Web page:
Baruch Professor Wins the American Sociological Association's 2007 Distinguished Scholarly Book Award
New York, NY – January 17, 2008—Robert C. Smith, an associate professor of public affairs in Baruch’s School of Public Affairs (SPA) is the winner of the American Sociological Association's (ASA) 2007 Distinguished Scholarly Book Award for his acclaimed work, Mexican New York: Transnational Worlds of New Immigrants (University of California Press, 2005).
“I am surprised and very honored to receive the award,” Smith said. He was notified about the honor on his birthday, no less. “It’s definitely the best birthday present I have ever received.”
Since the ASA consists of 44 special interest sections and has over 21,000 members, the award’s prestige is considerable and places Smith in the top rank of scholars in his field. The 102 year-old organization presents the award annually to the best single overall book published in the last two years. The official award ceremony takes place at the 2008 ASA meetings in Boston.
Robert C. Bulman, chair of the ASA’s Distinguished Book Award committee this past year, and an associate professor of sociology at Saint Mary's College of California noted, “It is a marvelous book and we are thrilled to be able to award it this honor.”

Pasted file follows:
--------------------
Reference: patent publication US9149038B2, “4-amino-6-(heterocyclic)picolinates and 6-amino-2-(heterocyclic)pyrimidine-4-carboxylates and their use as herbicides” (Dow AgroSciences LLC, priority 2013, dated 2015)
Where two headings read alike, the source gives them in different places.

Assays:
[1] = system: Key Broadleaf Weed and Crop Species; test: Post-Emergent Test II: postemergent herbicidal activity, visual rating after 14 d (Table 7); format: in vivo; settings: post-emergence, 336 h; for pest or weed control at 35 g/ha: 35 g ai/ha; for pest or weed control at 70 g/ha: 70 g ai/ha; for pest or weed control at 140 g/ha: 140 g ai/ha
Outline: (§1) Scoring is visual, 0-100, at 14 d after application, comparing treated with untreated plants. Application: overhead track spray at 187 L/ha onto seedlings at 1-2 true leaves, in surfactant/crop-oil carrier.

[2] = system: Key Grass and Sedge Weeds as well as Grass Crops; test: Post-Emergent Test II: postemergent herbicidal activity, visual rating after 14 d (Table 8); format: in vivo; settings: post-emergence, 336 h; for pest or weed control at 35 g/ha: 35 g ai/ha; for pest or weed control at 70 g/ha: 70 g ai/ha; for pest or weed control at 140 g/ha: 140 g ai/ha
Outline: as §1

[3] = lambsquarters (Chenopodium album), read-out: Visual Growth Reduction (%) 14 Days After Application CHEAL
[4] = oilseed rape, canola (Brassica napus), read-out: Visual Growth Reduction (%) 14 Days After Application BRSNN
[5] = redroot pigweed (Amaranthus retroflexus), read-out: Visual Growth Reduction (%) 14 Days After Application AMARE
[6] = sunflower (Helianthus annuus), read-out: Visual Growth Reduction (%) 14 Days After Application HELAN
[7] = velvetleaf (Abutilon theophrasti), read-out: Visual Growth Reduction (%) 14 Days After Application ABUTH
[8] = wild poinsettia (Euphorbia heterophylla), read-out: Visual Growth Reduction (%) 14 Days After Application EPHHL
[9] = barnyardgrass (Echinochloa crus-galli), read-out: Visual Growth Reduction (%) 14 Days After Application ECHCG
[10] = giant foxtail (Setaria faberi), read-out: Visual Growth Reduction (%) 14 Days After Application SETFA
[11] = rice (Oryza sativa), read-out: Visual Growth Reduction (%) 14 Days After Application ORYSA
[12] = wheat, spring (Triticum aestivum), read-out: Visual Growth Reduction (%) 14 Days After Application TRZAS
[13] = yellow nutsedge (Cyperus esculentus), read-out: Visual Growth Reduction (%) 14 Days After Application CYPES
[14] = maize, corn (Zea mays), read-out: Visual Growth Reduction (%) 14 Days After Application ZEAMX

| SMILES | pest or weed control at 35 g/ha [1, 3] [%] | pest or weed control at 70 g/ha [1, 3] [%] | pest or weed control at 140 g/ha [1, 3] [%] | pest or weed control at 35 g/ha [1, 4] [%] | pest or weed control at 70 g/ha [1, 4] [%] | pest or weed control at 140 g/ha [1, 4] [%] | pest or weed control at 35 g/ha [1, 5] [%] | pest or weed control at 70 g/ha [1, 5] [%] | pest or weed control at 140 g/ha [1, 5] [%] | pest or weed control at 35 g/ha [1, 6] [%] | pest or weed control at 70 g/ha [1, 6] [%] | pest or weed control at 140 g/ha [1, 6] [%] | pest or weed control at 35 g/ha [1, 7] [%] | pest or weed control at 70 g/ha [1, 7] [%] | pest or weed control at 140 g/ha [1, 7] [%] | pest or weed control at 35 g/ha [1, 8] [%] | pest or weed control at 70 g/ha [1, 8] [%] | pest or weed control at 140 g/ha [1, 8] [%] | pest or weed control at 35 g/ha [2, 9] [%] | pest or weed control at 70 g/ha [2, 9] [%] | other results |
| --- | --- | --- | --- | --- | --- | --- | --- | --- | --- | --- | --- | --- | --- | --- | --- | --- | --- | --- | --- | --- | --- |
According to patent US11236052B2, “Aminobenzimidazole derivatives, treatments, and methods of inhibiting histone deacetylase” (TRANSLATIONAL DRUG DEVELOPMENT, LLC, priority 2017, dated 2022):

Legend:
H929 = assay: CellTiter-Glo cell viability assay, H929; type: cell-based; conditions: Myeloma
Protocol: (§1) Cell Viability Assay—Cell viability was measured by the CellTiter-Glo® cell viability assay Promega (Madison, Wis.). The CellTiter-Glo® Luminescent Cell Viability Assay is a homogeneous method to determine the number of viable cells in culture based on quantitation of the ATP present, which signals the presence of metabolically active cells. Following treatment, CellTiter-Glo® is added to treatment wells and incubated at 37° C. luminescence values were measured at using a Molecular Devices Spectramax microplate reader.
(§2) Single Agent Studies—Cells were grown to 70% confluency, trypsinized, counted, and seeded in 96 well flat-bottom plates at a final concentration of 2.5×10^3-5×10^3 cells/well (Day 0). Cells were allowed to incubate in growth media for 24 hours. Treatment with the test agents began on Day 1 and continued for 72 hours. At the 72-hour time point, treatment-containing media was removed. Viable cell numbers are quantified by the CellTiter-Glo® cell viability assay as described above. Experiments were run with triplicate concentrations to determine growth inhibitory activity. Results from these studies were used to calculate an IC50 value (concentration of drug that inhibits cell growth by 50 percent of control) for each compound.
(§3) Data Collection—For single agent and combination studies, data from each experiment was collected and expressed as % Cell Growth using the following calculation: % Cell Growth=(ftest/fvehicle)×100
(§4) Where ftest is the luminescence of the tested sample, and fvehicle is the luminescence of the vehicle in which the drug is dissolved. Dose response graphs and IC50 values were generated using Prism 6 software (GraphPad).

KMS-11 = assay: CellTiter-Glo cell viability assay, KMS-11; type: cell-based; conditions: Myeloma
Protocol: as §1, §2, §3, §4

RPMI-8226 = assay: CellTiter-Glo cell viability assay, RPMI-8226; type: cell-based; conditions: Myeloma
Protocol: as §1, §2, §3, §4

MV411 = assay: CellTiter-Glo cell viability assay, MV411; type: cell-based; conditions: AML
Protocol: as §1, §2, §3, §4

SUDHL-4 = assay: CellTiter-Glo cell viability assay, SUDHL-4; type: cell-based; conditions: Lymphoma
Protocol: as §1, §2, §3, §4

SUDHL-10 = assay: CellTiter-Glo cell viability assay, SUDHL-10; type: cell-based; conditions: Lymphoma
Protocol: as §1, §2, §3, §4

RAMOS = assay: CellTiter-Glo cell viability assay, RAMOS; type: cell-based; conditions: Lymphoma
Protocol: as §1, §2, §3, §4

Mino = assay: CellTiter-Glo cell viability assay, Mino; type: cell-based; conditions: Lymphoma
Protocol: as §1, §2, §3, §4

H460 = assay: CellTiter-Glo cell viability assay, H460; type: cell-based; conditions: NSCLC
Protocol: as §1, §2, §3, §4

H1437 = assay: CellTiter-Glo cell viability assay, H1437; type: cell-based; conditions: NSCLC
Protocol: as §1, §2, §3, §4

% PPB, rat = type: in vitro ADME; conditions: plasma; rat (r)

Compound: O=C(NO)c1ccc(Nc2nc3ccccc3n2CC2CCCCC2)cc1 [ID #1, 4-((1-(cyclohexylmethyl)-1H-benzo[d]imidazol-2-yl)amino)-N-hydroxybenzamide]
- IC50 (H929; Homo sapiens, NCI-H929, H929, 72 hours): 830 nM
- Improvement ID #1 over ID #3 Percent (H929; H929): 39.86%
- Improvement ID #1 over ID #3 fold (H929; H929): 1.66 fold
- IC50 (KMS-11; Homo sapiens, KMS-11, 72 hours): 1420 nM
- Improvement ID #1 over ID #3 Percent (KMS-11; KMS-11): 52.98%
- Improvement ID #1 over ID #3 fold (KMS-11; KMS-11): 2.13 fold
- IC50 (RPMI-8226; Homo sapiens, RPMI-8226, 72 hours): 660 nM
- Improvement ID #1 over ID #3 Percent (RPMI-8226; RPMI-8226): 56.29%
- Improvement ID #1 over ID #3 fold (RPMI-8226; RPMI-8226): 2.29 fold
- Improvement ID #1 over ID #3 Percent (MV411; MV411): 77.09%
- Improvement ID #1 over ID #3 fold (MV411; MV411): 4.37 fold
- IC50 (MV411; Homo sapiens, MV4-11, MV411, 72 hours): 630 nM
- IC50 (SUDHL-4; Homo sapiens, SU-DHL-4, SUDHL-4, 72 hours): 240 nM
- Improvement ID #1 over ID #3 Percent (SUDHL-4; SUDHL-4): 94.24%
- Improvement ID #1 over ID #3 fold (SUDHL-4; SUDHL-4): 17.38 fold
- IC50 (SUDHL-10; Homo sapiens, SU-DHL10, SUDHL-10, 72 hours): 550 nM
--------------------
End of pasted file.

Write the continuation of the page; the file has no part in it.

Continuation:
A recognized expert on Mexican-American immigration patterns and issues, Smith’s latest work is no stranger to accolades, having won the ASA’s 2006 Thomas & Zaniecki Award from the organization’s International Migration Section. That award is given annually for outstanding social science scholarship in the field of international migration.
Smith has been a featured panelist on “Feet in Two Worlds: Immigrants in the Global City,” a radio documentary on New York’s ethnic communities that aired on National Public Radio’s affiliate WNYC in 2006. That same year, he also was interviewed by WNYC's Daniela Gerson in a story examining the hurdles facing Baruch graduates who are also illegal immigrants as they embark on their career paths.
He is currently working on his next book, entitled: Gendered Ethnicity: Diverging School and Work Fates of Mexican American Boys and Girls.
An associate professor at SPA since 2004, Smith has taught courses such as PUB 1250: Public Administration in Modern Society and an honors class entitled The Peopling of New York. For the Spring 2005 semester he developed PAF 9199: Selected Topic in Public Administration -The Immigrant Experience and American Institutions.
“I am very pleased Professor Smith has won another award, one that many sociologists dream about winning. Baruch is truly fortunate to have him on our faculty,” said SPA dean David Birdsell.
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